B cell differentiation involves transient DNA breakage during V(D)J recombination, somatic hypermutation, and class switch recombination. Cell cycle progression is tightly regulated in DNA-damaged cells by mitotic checkpoint proteins, such as MAD2. To clarify how mitotic checkpoints are regulated in B cells, Nakaya et al. (p. 5180) examined the role of the ribonucleoprotein complex protein Pcid2 in B cell differentiation. Pcid2 mRNA was expressed at high levels in pre-B, immature B, spleen transitional (T)1 B, and follicular B cells, but not in pro-B, spleen T2 B, or marginal zone B cells. Small interfering RNA-mediated knockdown of Pcid2 led to apoptosis and polyploidy, suggesting a defect in mitosis. Supporting the involvement of Pcid2 in the mitotic spindle assembly checkpoint, Pcid2 knockdown led to a specific reduction in MAD2 mRNA in the cytoplasm but did not affect the expression of other checkpoint proteins or of the cell-cycle–associated proteins cyclin A, cyclin B1, or CDK1. Conditional knockout of Pcid2 in B cells indicated that it was required for the survival of mature splenic B cells. Taken together, these data advance our understanding of the involvement of mitotic checkpoints in the regulation of Ig gene diversification and suggest differential checkpoint regulation at different stages of B cell differentiation.

Although CD8+ T cells are known to be involved in controlling the progression of HIV, SIV, and simian HIV (SHIV) infections, it is not clear whether this control is dominated by cytolytic mechanisms. To address this question, Balamurali et al. (p. 5093) studied acute SHIV infection in pigtail macaques and compared the dynamics of wild-type (WT) and escape mutant (EM) viruses differing at one immunodominant epitope. The authors predicted that if CD8+ T cell-mediated viral control was dominated by cytolysis, WT viral decay should occur more quickly than EM viral decay, as WT-infected cells would be selectively killed by CTLs. However, there were no significant differences in WT versus EM viral decay. A mathematical modeling approach predicted that, in the case of cytolytic control of SHIV infection, maximal viral escape would occur during times of rapid viral decay, whereas noncytolytic mechanisms would drive escape during viral expansion. In agreement with a predominance of noncytolytic CD8+ T cell activity, maximal viral escape most often occurred during rapid viral growth and correlated with CD4+ T cell numbers. These data challenge the common assumption that the antiviral activity of CD8+ T cells is mainly cytolytic and suggest that it will be important to address the noncytolytic activities of these cells in future studies of HIV pathogenesis and in vaccine development.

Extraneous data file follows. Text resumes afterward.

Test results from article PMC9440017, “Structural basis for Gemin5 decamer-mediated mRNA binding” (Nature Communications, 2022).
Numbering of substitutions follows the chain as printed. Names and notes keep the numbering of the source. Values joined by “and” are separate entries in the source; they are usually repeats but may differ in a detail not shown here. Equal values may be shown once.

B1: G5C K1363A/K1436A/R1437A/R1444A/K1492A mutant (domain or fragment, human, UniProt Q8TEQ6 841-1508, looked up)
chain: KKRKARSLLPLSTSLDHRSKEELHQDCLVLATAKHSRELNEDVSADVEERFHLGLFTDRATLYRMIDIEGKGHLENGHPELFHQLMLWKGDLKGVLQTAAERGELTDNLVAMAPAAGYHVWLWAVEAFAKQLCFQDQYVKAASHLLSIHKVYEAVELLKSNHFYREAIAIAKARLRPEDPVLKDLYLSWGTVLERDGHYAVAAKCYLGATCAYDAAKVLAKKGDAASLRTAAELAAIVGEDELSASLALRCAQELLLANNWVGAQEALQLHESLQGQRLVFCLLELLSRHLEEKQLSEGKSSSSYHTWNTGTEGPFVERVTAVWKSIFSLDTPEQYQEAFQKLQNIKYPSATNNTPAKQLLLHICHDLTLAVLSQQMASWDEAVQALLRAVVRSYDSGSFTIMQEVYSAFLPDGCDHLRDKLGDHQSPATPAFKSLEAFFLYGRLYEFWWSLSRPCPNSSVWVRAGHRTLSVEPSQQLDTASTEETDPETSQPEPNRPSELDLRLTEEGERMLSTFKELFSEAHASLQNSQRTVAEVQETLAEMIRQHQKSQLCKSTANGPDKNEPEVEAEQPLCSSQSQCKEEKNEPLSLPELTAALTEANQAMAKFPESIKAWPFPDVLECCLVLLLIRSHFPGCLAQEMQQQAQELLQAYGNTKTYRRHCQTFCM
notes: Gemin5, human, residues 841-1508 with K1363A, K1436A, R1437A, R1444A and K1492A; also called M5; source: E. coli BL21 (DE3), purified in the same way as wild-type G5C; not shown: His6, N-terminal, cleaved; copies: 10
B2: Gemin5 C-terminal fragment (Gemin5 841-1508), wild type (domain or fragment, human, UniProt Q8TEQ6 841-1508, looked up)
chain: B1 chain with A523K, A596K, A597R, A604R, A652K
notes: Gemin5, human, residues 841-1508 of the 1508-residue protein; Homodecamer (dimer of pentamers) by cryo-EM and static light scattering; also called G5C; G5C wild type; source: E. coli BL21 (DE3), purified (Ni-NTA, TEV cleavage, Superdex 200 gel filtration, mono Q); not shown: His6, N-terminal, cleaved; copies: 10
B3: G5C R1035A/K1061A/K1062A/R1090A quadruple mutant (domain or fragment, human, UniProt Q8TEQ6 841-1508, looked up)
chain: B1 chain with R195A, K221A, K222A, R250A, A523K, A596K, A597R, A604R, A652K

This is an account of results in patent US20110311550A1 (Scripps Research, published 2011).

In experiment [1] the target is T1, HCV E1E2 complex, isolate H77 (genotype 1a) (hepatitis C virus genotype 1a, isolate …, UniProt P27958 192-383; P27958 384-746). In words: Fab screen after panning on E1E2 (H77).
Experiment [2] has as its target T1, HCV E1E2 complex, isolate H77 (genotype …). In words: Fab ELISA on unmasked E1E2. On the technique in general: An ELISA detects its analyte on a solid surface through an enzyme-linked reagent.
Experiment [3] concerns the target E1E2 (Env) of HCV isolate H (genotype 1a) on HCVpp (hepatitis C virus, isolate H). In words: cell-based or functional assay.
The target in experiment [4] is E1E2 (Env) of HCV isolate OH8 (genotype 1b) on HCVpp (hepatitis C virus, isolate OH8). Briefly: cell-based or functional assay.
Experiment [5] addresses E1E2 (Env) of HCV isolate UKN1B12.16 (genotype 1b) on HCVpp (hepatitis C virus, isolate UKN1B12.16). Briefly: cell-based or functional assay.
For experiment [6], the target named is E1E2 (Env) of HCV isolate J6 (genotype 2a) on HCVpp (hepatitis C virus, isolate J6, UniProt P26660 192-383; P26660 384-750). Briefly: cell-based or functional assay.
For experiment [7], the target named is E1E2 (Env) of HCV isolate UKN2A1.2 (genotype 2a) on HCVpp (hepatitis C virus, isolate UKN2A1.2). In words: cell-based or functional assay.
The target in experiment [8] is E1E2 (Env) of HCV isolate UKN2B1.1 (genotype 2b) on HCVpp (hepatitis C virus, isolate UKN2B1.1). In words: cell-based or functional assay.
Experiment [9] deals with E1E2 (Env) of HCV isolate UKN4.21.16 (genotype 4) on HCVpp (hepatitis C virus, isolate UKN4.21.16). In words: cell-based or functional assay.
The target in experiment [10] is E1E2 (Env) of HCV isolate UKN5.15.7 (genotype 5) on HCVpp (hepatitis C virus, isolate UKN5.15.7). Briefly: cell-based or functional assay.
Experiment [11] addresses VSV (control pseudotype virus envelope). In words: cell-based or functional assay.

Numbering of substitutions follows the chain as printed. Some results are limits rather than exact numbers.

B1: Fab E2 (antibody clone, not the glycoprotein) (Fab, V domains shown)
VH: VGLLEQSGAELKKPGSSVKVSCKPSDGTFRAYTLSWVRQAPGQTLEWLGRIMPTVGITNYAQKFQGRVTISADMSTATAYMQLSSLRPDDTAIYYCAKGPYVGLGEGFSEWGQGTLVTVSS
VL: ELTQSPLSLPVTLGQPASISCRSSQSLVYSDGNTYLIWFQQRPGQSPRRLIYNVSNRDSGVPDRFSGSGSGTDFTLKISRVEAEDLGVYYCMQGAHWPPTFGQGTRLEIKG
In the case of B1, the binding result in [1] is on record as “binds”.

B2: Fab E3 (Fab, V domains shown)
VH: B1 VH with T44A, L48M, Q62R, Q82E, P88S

Hypoxia-induced mitogenic factor (HIMF; also known as FIZZ1 and RELMα) is upregulated in inflammatory lung diseases, including pulmonary hypertension (PH), pulmonary fibrosis, and allergic lung inflammation, and has mitogenic, chemotactic, and fibrinogenic activities. Yamaji-Kegan et al. (p. 5539) investigated the role of IL-4 in HIMF expression and activity in a model of hypoxia-induced PH to clarify the mechanism of HIMF action in this disease. Surprisingly, unlike in other models of lung inflammation, HIMF expression was not dependent on IL-4 or STAT6. However, IL-4 was involved in many HIMF-mediated functions in the lung, including proliferation in pulmonary arteries, extracellular matrix deposition and collagen synthesis, macrophage infiltration, and production of vascular endothelial growth factor and chemokines. IL-4Rα blockade suppressed HIMF-induced proliferation of primary pulmonary microvascular endothelial cells, but did not inhibit their migration. Together, these data indicate cooperation between the Th2 and hypoxia pathways in hypoxia-induced PH through IL-4’s control of HIMF activity in lung inflammation and vascular remodeling.

Summaries written by Jennifer Hartt Meyers, Ph.D.